You know: in a foolish, undiscriminating way, I've been happy these last few months. I don't know why. I just am. I love my friends; I love my pupils; I love what I read; I -- dammit -- love my thoughts. I love the taste of oranges.
Thornton Wilder in a letter to Gertrude Stein, Aug 14, 1936

Wednesday, June 15, 2011


Uzumaki, Volume 3Uzumaki, Volume 3 by Junji Ito
My rating: 5 of 5 stars

Things have gone from bad to worse in the fog-bound  Kurozu-cho, the Japanese city cursed by the Spiral -- yes that seemingly inoffensive pattern that is literally twisting the lives of these unfortunate citizens all out of shape. A sense that something is wrong in Kurozu-cho has reached the outside world, but aid workers are either caught up in whirlwinds or sunk in maelstroms. Those that make it through find themselves trapped as well.

This is Vol. 3 of Ito's manga. I read the first volume and couldn't find a copy of the second, but I can't imagine that whatever weirdness takes place in between can come close to the apocalyptic visions of the finale. All modern construction in Kurozu-cho has been destroyed by whirlwinds that arise from the slightest movements or sounds the inhabitants make. Thuggish kids older lowlifes have learned to ride the whirlwinds and direct them toward their old schools and the civic buildings. Watching all this, even the nice boy who is one our heros can't help but comment, "Hmm, looks like fun." The only buildings not affected by the whirlwinds are the oldest, wooden row houses scattered through the city. But as citizens cram into them for safety, you learn a new and disgusting connotation for the idea of social entanglements.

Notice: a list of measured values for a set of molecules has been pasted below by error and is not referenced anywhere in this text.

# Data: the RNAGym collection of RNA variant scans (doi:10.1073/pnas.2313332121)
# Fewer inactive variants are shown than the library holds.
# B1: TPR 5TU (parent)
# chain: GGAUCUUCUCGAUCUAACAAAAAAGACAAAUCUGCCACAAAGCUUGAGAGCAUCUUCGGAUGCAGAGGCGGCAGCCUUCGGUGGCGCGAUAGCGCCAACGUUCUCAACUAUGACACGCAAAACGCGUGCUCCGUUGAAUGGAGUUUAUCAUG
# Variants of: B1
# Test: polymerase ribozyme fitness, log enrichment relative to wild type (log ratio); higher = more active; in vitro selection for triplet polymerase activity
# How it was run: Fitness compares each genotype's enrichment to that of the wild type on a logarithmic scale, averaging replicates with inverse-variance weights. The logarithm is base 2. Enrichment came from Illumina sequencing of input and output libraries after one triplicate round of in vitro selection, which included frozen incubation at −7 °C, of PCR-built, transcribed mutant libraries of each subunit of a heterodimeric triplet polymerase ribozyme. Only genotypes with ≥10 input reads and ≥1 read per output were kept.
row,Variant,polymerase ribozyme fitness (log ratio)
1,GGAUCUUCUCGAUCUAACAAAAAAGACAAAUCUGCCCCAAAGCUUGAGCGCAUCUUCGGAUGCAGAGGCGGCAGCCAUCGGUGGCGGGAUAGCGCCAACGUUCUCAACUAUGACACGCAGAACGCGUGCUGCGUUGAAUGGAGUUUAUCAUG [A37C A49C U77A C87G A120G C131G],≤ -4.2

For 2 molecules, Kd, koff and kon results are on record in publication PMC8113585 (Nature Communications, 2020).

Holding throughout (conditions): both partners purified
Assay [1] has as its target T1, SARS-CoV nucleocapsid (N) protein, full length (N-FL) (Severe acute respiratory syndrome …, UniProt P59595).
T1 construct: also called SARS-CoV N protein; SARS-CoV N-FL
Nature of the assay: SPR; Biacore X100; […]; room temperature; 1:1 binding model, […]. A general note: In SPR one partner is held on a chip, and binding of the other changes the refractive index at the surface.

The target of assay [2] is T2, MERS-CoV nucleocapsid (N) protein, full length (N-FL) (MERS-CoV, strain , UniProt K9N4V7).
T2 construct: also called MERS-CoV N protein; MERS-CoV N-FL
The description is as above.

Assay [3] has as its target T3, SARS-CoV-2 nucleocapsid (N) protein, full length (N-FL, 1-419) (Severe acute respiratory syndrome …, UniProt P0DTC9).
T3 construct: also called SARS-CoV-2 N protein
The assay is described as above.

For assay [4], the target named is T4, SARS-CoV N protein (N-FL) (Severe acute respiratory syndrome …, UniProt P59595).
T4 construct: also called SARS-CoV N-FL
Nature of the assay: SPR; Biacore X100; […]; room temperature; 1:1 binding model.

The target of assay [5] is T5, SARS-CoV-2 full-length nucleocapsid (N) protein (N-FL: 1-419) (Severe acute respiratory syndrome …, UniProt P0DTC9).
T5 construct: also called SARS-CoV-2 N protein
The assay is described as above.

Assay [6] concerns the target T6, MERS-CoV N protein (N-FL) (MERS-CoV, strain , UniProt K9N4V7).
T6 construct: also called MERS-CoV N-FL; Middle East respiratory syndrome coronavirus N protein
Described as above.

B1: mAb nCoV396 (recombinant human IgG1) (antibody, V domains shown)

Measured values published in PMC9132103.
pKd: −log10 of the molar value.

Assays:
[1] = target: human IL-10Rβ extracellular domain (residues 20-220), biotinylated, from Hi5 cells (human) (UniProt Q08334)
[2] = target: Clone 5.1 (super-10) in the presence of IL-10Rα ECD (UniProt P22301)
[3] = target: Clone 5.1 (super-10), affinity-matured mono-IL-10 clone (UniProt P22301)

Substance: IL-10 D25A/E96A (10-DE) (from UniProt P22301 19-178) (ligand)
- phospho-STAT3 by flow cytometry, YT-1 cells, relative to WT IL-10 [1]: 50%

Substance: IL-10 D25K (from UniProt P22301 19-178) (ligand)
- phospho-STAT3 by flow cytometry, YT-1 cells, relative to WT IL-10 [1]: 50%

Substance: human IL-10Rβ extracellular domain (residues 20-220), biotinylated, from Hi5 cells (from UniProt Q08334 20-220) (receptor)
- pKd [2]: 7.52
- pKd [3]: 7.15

Question: Is it cannibalism if your neighbors have turned into giant snails? Or does it come down to just the issue of roasted or raw?

The cosmic finale is more about resignation than transcendence, although the latter does play a role. It would take Hollywood to give this one a happy ending.

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